Homelessness is traumatic. People experiencing homelessness often live with a multitude of personal challenges, such as the sudden loss of a home or adjusting to conditions of shelter life. Some people, particularly women, may have histories of trauma, including sexual, psychological, or physical abuse. Most families who are experiencing homelessness are headed by single women, and these women experience posttraumatic stress disorder, depression, and substance use at a rate higher than the national average.
Within the larger society, people experiencing homelessness often are marginalized, isolated, and discriminated against. Additionally, they are highly vulnerable to violence and victimization, and re-traumatization becomes a distinct possibility. Given these concerns, it is important to understand the linkages between trauma and homelessness, and the impact on ensuring quality care.
For more information:
- Pilot projects are showing success in using the Housing First model to secure safe housing for survivors of domestic violence and their children.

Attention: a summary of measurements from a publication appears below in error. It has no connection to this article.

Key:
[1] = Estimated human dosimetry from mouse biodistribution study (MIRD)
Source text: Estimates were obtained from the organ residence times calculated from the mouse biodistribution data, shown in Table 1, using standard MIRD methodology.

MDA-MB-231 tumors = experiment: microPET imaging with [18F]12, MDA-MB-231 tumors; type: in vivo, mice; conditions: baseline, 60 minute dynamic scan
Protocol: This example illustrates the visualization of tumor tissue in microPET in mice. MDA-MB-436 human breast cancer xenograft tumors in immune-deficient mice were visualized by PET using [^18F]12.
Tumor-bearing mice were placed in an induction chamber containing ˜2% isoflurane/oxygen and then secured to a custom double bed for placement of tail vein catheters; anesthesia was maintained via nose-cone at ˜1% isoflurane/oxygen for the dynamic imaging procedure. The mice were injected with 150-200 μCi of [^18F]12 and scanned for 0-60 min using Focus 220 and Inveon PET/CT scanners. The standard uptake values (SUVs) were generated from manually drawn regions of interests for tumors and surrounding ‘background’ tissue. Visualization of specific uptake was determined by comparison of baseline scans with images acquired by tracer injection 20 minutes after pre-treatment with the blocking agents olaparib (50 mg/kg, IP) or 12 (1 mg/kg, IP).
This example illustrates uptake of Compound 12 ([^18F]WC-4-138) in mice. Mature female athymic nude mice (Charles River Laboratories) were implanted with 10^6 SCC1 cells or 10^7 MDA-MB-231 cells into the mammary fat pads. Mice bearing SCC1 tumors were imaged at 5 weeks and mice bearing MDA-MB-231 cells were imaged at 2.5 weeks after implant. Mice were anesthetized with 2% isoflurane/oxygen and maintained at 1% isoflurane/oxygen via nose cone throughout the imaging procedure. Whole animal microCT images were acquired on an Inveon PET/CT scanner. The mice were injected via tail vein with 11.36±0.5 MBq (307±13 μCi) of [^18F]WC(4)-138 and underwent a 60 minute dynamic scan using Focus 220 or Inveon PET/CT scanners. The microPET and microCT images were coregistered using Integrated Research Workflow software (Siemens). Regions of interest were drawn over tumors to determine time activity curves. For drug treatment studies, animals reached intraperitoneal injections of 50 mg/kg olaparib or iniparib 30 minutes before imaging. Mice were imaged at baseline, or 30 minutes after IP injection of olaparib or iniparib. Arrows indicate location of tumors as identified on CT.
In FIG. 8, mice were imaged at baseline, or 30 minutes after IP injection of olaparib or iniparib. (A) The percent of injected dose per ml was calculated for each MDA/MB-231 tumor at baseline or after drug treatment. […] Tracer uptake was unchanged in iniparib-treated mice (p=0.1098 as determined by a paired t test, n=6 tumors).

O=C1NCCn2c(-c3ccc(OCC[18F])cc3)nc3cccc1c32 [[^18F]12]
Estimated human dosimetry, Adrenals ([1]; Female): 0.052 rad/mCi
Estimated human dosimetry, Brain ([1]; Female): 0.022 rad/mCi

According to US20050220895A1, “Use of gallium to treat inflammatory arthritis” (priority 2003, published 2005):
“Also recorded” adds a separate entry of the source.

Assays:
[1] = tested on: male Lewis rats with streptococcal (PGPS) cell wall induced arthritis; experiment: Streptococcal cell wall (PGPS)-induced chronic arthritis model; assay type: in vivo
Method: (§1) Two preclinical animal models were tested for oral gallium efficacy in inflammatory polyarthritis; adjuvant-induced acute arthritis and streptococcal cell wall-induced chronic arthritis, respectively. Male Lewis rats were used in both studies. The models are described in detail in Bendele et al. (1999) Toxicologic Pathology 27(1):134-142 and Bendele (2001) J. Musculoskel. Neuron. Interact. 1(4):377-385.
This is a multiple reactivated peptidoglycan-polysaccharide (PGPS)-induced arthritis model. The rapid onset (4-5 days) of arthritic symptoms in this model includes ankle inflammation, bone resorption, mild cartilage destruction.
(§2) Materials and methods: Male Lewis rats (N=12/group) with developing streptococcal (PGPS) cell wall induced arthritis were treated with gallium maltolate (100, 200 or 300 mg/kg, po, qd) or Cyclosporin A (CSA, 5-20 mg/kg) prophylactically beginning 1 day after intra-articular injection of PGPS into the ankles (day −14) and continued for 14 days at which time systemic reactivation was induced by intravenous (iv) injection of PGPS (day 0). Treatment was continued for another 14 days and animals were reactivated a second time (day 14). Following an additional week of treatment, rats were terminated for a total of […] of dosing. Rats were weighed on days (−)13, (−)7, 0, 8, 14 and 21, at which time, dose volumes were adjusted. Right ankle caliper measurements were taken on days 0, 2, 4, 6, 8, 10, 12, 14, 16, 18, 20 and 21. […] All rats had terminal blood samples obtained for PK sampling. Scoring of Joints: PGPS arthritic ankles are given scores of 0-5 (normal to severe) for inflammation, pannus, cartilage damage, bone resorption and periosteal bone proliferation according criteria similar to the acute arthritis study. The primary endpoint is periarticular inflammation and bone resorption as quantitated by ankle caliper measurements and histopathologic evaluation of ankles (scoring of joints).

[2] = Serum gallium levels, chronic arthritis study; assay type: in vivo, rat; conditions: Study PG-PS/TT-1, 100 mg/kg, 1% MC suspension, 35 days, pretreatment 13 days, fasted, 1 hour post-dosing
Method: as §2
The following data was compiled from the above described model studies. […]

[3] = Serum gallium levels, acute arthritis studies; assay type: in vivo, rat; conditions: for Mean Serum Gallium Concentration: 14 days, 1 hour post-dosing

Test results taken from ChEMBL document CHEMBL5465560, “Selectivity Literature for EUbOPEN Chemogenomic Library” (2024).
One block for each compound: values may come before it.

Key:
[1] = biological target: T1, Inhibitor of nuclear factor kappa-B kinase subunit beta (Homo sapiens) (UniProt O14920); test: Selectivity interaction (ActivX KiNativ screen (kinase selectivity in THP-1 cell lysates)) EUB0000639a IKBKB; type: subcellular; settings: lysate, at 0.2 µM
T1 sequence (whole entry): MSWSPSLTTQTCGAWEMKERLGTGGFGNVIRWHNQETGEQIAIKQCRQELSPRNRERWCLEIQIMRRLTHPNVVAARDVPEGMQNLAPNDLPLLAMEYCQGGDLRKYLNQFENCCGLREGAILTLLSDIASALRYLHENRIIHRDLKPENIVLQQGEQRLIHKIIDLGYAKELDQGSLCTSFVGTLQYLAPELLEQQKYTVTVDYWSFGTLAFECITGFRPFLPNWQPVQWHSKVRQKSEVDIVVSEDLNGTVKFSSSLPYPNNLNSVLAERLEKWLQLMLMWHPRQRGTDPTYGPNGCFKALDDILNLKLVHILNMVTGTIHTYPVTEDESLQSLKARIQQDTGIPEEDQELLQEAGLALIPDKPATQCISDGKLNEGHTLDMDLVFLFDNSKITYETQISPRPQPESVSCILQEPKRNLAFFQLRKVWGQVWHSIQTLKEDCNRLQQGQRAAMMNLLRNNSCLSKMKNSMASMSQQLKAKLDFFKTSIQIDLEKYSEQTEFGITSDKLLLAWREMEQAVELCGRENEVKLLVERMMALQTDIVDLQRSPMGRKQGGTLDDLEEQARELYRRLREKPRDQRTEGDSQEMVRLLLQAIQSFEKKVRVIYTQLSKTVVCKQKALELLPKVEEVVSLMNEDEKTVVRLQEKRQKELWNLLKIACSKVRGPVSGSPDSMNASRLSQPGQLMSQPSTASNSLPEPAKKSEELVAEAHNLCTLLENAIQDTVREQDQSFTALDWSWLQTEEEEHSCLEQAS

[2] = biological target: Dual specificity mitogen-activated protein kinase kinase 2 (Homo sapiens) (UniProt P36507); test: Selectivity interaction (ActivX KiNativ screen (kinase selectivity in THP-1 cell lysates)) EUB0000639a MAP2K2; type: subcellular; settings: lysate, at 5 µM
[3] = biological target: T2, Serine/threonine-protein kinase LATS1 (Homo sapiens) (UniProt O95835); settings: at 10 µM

- Toxic stress during childhood harms an individual’s long-term health and well-being.
- The head of Nashville, Tennessee's Metropolitan Homelessness Commission discusses the mental health, substance use, and trauma concerns of men experiencing homelessness.
- SAMHSA’s Tips for Survivors of a Disaster or Other Traumatic Event: Coping with Retraumatization explains the signs and symptoms of re-traumatization, gives guidance on how to manage the symptoms, and provides resources for dealing with triggering events.
- SAMHSA’s Concept of Trauma and Guidance for a Trauma-Informed Approach defines trauma before presenting 6 key principles and 10 implementation domains of a trauma-informed approach.
- Find more SAMHSA resources on trauma.
Access more mental and substance use disorders and homelessness resources or search SAMHSA’s store.